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Talking to Seniors About Home Assistance

September 17, 2015, 08:56 AM

The seniors in your life may not see eye-to-eye with you about hiring homecare. Homecare can be a sensitive topic that brings up emotional topics such as aging and mortality, independence, privacy, and financial issues. On the other hand, it’s important to broach the subject despite the difficulty when it is in the senior’s best interest. Every situation and set of circumstances is unique, so below are a few approaches (not just one) that may be helpful when the time comes for you to and the aging loved-ones in your life to have this discussion.

Image Source (CC BY 2.0) by Chip Griffin via flickr

Image Source (CC BY 2.0) by Chip Griffin via flickr

It’s me, not you

It can be hard for an aging person to recognize that they needs help, especially in the privacy of their own home where they are used to being in control. The thought of bringing in an aid can be embarrassing to the point where no amount of discussion or logic will overcome the emotional barrier. In these cases, it may be helpful to suggest that the home care aid is not really for the elderly person but rather for the relevant family members’ peace of mind. Explaining that while the senior certainly doesn’t need help, it would allow the child to sleep better, may be the excuse that works for all parties involved.

Work up to it slowly

Homecare does not need to be all day, every day from day one. Like any major change in life, it may help to transition slowly. Hiring a homecare aid even for a few hours a week, and having the aid start by focusing on home-related tasks such as light cleaning and food preparation, instead of the patient, can help seniors adjust. It will take time to get used to having a stranger in the home, but a little exposure at a time can help everyone ease into the new arrangement as smoothly as possible. This also creates space for the senior to request extra hours or tasks from the homecare professional, putting him back in charge of the house and daily routine.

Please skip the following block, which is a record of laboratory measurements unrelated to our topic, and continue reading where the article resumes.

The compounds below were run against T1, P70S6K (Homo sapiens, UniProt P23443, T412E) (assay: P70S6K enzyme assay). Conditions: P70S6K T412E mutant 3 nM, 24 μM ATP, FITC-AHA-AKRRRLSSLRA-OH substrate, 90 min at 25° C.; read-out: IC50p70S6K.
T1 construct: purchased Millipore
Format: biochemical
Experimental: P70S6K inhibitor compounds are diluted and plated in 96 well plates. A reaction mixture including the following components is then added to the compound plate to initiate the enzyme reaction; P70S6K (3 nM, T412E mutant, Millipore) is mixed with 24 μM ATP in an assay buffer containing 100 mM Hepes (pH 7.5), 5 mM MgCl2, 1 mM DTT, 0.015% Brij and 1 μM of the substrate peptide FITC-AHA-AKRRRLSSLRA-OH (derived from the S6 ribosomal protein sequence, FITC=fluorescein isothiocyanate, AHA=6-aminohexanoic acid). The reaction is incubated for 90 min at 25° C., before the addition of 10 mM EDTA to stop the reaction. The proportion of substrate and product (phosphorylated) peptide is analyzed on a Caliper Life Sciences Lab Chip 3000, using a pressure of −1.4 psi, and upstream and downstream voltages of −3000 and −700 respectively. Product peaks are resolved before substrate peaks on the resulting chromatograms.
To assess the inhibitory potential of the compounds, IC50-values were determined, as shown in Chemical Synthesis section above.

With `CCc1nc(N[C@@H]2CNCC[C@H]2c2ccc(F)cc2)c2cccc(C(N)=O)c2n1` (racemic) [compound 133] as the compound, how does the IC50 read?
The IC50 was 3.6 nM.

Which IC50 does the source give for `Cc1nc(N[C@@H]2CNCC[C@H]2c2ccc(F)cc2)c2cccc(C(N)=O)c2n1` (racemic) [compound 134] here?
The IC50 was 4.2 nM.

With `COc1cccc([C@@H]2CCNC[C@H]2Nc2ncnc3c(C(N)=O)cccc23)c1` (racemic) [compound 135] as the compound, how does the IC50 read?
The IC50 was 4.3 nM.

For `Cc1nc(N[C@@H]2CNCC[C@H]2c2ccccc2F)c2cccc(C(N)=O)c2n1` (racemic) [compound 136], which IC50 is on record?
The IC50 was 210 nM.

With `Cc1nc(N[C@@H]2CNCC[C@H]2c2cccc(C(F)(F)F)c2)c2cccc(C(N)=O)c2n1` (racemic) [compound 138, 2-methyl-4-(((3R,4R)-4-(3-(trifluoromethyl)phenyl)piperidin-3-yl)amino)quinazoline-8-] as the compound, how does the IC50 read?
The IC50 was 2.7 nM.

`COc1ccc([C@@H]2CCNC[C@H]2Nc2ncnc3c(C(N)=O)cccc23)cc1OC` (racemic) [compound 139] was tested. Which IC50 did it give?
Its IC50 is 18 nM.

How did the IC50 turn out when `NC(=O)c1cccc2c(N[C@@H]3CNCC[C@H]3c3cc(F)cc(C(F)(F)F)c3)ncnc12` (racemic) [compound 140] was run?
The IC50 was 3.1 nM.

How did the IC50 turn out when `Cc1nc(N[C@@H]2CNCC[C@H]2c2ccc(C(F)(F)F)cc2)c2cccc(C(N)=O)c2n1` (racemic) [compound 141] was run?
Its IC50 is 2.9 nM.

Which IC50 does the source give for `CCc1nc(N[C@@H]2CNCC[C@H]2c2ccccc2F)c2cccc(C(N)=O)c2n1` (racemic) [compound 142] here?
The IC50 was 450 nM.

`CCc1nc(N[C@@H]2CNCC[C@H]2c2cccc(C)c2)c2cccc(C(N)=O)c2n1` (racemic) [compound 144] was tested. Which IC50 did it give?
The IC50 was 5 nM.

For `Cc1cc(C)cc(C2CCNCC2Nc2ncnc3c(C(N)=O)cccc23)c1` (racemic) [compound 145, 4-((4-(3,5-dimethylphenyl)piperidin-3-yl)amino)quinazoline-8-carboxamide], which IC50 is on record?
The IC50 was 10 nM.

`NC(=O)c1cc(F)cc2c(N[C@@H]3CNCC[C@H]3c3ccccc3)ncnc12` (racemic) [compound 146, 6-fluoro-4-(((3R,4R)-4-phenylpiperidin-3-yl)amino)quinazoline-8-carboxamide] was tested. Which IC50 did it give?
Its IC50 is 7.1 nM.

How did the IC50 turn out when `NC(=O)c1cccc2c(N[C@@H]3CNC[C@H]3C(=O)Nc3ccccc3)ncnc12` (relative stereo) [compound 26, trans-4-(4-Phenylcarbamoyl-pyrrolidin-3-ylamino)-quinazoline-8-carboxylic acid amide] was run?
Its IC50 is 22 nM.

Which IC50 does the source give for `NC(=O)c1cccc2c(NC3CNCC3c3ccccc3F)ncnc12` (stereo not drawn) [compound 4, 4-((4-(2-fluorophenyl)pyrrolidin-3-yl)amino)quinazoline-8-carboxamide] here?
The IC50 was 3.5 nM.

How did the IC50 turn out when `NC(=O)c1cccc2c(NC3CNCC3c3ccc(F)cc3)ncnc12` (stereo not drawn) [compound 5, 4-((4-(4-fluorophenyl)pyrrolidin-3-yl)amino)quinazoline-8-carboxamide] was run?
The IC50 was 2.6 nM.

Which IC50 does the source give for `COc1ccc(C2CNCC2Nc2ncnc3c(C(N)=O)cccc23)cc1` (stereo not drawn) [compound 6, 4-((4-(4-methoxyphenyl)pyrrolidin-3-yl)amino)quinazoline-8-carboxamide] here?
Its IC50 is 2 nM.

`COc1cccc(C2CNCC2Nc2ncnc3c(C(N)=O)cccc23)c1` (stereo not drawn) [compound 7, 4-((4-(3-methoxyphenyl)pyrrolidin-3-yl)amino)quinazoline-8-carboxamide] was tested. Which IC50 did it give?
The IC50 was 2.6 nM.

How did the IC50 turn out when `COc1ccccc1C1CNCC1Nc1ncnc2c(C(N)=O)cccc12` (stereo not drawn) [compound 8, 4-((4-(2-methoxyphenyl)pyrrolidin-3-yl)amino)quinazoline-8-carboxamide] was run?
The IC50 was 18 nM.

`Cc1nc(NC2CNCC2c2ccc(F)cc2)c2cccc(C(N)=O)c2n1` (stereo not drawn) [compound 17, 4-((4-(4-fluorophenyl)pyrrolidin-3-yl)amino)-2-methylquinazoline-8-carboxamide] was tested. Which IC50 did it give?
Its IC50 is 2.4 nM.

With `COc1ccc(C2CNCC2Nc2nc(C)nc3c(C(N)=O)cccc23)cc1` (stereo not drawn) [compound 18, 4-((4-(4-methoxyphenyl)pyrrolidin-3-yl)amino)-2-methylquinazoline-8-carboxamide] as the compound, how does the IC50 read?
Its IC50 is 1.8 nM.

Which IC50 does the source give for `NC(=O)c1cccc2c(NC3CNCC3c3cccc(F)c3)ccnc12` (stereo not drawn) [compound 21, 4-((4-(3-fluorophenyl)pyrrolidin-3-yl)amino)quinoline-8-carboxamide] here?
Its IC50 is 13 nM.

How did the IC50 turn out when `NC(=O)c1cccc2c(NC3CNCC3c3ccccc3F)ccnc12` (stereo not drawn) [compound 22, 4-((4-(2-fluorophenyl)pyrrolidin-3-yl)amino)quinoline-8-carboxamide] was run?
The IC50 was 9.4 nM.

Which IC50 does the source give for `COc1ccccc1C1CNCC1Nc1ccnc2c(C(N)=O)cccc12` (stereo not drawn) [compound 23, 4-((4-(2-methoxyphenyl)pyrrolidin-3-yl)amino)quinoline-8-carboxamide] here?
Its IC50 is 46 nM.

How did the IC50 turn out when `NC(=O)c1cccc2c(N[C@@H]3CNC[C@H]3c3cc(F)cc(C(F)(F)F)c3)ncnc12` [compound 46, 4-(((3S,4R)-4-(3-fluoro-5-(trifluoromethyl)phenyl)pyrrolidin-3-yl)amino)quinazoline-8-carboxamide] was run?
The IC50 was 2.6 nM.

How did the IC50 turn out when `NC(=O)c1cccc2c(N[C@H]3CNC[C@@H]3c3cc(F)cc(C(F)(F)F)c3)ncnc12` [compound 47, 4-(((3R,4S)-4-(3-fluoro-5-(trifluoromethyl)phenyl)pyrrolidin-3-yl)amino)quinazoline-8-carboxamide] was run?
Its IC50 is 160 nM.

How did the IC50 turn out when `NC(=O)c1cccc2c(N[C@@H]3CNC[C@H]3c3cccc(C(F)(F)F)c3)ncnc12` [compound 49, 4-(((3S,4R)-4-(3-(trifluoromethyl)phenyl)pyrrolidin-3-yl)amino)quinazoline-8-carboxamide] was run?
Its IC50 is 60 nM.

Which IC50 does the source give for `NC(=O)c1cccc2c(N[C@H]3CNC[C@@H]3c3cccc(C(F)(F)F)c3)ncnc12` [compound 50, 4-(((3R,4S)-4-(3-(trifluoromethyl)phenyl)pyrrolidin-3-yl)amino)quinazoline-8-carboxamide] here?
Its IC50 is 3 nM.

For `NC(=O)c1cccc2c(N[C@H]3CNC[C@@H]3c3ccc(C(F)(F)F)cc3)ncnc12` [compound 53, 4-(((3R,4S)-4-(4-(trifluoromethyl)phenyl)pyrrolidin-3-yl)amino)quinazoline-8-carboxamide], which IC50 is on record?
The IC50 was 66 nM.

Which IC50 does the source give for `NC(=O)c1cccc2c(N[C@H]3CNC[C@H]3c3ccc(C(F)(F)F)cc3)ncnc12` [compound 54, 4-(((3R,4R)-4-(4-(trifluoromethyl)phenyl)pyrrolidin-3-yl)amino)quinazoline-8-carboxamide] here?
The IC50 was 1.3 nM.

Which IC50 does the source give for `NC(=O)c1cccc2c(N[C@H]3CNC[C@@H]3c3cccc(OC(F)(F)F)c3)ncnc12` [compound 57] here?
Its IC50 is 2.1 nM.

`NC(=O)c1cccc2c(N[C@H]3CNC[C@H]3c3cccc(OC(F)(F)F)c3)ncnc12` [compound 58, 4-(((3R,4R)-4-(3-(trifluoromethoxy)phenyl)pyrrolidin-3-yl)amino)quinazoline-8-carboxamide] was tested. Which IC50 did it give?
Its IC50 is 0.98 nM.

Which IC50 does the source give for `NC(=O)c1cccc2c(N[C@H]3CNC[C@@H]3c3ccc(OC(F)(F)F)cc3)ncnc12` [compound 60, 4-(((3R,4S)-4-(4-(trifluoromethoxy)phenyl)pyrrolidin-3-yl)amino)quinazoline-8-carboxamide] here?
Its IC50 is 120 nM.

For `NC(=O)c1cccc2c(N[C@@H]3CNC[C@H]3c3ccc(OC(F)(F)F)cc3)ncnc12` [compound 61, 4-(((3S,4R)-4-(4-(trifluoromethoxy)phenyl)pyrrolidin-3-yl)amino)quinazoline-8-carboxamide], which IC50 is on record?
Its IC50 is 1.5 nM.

Work together

The last thing an elderly parent wants is to feel like their roles have reversed with their children. Make hiring homecare a collaborative effort, as opposed to part of how you are now taking care of your parents. Start early by looking for a housekeeper together, before formal homecare becomes necessary. That way, when the time comes, it will be only natural that you are a part of this process as well. Do the research and offer options when coming up with homecare arrangements, but after narrowing it down to all good choices, let the loved one have the final say. Not only is this an important step in empowering the senior and securing cooperation, but it is the right and respectful thing to do considering they, not you, will be the one spending time with this new person in their home.

As long as you approach the patient about the possibility of hiring a home care provider with patience and compassion, it will be obvious that you are taking this initiative out of love. And that should be well received by any parent at any age.

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